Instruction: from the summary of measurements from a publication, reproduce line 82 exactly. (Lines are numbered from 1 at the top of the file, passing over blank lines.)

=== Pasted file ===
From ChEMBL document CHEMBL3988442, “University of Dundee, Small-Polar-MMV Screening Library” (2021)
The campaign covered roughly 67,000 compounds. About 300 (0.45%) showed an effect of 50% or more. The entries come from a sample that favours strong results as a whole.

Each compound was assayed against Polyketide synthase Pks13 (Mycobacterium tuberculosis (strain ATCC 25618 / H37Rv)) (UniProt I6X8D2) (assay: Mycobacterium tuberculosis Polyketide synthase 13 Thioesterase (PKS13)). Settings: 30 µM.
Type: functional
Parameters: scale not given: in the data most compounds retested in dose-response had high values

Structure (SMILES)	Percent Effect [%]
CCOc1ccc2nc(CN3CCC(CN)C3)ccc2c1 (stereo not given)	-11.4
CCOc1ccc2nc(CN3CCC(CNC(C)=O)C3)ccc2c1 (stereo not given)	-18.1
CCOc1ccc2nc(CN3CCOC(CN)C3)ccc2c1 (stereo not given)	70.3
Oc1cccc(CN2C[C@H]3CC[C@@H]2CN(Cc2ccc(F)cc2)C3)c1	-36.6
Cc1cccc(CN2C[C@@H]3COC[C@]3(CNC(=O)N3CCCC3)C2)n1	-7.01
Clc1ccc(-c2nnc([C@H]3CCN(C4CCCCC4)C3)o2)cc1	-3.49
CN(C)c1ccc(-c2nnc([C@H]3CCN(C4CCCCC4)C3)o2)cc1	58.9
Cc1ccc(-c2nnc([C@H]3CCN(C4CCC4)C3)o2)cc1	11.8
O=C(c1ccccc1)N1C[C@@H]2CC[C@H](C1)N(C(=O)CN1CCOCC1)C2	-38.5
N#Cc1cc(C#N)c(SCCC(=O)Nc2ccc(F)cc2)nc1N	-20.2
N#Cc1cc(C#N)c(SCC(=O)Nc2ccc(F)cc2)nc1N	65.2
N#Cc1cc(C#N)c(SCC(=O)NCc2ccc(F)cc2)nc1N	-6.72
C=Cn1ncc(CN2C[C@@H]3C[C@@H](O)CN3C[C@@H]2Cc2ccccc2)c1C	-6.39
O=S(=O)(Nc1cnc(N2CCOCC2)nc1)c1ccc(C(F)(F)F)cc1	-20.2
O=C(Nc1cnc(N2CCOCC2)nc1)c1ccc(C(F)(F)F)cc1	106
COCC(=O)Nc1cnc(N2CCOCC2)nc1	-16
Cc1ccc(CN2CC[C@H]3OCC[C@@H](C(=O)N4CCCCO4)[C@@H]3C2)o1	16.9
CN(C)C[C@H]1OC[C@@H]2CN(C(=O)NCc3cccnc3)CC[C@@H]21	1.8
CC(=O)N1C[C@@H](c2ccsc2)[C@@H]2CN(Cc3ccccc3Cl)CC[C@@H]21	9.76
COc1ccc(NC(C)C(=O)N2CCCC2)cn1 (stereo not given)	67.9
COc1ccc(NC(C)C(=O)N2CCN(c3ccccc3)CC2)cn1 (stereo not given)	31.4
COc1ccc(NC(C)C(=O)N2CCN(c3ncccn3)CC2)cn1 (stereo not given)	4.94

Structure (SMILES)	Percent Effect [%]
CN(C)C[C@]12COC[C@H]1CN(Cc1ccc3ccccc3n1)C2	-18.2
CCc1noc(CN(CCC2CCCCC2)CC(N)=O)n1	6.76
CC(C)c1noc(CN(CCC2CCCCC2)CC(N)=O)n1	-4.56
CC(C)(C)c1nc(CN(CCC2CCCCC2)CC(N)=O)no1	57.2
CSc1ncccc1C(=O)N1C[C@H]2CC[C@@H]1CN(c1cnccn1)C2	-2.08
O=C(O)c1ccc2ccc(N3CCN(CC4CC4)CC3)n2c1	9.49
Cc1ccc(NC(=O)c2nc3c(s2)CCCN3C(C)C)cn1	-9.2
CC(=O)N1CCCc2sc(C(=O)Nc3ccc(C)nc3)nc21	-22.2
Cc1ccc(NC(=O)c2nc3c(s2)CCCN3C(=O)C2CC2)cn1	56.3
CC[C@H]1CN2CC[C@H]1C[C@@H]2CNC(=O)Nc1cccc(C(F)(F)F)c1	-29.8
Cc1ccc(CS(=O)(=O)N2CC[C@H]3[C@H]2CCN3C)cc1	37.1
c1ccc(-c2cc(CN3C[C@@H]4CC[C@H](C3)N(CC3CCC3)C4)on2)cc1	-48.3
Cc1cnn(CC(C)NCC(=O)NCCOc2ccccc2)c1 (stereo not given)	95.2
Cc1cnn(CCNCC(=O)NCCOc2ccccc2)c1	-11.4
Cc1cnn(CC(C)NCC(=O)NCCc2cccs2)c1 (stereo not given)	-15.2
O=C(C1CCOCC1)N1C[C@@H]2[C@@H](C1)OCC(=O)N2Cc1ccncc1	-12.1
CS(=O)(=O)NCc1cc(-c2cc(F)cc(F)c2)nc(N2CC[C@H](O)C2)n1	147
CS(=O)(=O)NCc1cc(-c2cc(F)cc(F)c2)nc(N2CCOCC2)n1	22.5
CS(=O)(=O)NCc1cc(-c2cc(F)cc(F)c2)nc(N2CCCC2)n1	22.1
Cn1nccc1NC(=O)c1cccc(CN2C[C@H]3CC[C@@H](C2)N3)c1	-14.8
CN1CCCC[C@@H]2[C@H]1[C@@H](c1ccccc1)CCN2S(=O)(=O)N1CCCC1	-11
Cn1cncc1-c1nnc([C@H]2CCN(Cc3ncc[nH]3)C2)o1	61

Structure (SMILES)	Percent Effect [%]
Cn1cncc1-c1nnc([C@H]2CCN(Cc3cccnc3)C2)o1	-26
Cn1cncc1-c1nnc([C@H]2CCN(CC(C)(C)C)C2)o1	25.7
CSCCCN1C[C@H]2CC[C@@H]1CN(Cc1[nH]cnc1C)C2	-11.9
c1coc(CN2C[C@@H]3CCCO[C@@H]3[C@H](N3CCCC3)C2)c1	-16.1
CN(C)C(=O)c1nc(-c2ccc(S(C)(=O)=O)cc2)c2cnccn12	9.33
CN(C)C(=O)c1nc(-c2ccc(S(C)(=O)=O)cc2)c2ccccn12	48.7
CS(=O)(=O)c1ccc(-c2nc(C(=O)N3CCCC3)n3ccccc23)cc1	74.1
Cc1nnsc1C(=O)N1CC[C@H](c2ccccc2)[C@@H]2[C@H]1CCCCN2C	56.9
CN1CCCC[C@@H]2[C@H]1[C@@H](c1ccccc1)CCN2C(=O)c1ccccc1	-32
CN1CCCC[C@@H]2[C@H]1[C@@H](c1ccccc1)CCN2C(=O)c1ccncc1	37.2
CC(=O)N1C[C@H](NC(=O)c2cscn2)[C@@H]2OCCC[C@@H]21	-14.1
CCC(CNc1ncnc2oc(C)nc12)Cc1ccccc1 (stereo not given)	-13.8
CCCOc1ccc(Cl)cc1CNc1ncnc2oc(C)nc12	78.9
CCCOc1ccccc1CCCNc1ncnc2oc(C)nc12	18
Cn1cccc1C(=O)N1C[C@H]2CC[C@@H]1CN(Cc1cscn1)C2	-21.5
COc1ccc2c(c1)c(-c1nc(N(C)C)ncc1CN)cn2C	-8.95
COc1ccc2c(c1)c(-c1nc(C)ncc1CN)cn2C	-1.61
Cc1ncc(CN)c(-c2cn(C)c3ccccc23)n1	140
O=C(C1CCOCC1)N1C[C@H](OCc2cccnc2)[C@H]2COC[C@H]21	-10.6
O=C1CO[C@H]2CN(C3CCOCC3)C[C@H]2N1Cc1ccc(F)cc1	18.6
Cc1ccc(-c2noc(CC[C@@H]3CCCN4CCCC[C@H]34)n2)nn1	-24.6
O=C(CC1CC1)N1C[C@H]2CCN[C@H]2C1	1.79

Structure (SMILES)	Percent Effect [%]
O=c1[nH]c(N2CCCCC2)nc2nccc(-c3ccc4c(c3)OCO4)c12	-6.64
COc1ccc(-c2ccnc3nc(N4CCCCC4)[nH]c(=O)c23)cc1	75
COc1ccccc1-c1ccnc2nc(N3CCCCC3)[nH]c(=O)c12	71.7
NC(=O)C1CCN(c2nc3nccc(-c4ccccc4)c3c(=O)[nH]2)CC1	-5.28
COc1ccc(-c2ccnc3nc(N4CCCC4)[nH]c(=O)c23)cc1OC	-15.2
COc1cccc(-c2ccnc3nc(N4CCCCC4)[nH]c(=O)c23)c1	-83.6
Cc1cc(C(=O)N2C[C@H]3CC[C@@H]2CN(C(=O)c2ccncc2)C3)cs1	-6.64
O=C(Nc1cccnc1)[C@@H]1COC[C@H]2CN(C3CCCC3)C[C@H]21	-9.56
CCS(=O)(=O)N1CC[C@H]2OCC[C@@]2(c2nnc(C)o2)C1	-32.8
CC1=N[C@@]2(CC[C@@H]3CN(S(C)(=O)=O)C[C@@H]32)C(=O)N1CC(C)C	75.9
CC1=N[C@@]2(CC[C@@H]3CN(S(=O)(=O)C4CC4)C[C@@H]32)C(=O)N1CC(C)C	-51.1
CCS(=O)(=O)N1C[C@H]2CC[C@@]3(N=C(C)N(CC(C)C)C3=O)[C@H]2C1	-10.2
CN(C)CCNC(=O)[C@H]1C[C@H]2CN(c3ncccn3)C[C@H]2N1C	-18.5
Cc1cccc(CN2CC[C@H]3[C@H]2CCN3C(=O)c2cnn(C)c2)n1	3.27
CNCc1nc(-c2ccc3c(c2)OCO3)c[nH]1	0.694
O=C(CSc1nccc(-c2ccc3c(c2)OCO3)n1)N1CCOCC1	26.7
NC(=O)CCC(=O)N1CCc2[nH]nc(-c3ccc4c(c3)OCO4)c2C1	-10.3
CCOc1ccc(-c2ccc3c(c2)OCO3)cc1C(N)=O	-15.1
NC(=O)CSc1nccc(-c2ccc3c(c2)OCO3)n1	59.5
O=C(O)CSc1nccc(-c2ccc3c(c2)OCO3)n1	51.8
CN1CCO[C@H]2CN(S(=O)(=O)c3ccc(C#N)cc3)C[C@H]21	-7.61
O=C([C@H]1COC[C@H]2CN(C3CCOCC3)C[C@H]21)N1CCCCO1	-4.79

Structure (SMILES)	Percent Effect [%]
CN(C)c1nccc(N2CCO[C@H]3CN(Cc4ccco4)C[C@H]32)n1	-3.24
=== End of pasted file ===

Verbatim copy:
Cc1cc(C(=O)N2C[C@H]3CC[C@@H]2CN(C(=O)c2ccncc2)C3)cs1	-6.64